My husband is an habitual list maker, and I love him for it, I really do. He makes long detailed lists of the pros and cons of things, of to-do projects around the house, of to-do projects already completed, and of various statistics involving his fantasy basketball teams. He also has the list of all lists—I call it The List—entitled “Records I Want”. The List is one page covered in tiny meticulous handwriting detailing all the records he hopes to own some day, with entries crossed off here and there to reflect changes, and little arrows and short annotations sprinkled in along the margins.
Every now and then, for birthdays or Christmas or anniversaries, I’ll swipe The List from where I know he keeps it and disappear with it to a small, creaky-floored, musty-smelling used book and record store downtown (in my opinion a used book store should always have creaky wooden floors and smell musty, or else it is not a true used book store). A week or so ago in a busy moment Scott mentioned in passing that he thought he had lost The List. It was one of those comments your spouse might make in a moment of household chaos so that part of your brain hears the comment, but the rest of it fails to truly process it. But this weekend, as I was compiling MY list of all the holiday gifts I still need to purchase for family and friends and for all the hard-working teachers who have crossed our lives this year, I thought about how I needed to swipe The List again so I could do some Christmas shopping for Scott. Then I realized with horror that The List was gone.
I hadn’t even had a chance to talk with him about the loss of The List. Being married with kids and working and doing a million and one things often means that you perpetually walk around with small threads of conversations hanging in the air around you. You and your spouse come together and pick up thread A or thread B and rejoin the conversation days later, effortlessly picking up right where you left off. But thread C might hang a little longer, especially if the other threads around it are more pressing, and need completing. Was he worried about The List, I wondered? Already busily recreating it? And, if so, where could I find it?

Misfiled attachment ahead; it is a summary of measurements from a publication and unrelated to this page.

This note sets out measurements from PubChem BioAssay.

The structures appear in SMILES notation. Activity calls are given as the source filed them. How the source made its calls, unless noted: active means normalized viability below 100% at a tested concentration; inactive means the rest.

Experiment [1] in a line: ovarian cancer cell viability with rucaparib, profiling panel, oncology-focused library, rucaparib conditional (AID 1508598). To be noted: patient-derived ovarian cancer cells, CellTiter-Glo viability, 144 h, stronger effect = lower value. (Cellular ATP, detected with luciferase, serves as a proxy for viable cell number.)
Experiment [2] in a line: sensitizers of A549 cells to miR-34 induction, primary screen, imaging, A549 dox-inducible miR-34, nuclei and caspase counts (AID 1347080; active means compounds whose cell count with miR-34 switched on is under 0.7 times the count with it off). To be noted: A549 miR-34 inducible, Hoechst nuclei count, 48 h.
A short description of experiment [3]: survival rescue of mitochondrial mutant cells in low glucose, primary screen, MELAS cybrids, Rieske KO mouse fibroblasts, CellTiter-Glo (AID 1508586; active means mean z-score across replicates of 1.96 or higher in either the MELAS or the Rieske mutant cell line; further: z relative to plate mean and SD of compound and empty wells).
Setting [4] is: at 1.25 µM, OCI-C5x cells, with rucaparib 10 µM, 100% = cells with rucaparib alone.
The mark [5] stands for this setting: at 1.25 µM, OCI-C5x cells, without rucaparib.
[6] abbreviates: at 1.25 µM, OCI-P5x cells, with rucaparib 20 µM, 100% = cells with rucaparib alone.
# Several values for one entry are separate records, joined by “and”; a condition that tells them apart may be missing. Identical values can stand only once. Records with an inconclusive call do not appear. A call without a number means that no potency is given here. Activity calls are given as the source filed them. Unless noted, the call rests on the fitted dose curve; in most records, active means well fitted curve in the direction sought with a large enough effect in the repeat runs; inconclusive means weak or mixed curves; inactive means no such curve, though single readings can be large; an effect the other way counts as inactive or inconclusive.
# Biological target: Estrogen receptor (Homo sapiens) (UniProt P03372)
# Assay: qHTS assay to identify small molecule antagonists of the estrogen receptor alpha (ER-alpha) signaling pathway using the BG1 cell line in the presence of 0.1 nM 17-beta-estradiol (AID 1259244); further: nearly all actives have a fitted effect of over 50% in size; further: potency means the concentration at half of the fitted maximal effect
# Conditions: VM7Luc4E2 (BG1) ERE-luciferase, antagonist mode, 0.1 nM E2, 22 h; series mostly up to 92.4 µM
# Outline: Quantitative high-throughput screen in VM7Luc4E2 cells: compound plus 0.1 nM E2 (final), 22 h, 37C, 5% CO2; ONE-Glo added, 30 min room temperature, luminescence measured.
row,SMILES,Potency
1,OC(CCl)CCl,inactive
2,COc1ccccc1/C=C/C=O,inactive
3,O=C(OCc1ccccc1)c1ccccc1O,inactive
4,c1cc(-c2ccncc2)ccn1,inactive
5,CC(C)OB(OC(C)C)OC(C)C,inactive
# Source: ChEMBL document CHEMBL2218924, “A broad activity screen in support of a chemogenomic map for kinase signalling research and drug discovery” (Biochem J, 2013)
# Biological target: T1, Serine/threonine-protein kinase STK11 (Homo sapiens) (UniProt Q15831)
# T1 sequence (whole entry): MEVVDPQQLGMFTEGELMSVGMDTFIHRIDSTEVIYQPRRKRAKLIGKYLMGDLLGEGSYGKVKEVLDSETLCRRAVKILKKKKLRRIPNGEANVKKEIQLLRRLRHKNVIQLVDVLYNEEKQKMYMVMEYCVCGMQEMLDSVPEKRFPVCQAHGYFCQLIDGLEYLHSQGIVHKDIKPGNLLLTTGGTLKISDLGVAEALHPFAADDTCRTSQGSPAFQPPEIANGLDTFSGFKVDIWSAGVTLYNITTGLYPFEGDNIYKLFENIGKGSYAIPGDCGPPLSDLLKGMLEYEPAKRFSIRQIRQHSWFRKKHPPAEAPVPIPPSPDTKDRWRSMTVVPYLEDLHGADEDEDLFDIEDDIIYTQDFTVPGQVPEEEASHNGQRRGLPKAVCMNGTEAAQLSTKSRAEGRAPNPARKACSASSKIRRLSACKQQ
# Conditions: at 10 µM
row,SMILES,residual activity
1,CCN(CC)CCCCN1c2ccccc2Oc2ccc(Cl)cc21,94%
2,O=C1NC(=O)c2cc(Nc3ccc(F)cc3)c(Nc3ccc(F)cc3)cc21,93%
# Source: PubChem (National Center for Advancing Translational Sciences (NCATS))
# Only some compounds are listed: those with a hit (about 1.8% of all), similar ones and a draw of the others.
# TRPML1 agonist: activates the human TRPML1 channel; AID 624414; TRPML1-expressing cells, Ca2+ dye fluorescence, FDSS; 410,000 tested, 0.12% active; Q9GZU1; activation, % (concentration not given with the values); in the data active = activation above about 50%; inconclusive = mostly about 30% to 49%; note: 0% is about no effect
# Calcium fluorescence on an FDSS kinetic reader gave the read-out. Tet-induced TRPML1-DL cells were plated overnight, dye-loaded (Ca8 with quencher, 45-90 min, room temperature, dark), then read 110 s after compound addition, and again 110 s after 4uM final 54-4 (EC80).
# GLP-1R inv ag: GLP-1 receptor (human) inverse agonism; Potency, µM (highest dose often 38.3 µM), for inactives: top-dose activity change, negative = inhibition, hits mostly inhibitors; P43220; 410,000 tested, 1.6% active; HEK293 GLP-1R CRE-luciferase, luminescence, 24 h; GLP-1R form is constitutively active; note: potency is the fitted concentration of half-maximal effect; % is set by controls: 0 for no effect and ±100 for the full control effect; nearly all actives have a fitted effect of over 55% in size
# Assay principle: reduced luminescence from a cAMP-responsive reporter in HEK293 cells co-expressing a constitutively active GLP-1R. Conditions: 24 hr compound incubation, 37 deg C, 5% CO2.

Then on Monday morning, because we were running late, I had to park a full block away from L.’s school and on our way along the sidewalk, in the cold wind, trudging through wet slick leaves, L. stopped to look at a piece of paper on the ground, and I nagged him that we were late and had to get moving. But lists were on my mind, and the paper had the look of someone’s holiday shopping list. L. can’t resist passing by a piece of dropped paper, so he bent to pick it up and I looked down too—maybe I’m a little nosy, I confess.
“Look Mama,” L. said. “It says ‘Peter Tosh’ on it."
It did. And Billy Bragg. And Joe Jackson. And Aimee Mann.
It was The List. It took all of 2 seconds for me to recognize my husband’s handwriting, and the little arrows here and there, and the familiar names. It seemed none the worse for wear for all its exposure to the elements, including the torrential rain storm we had on Saturday. The word 'psychedelic' in "Psychedelic Furs" was blurred and the ink had streaked into the name below it, but other than that, The List was fine.
It felt like a small but sweet holiday miracle, it really did; the kind that brightens up a cold Monday morning, and sends your son into school and you into work with a smile on your faces and an extra jump in your walk.
And I know where I'll be later in the week, with that list tucked into my pocket...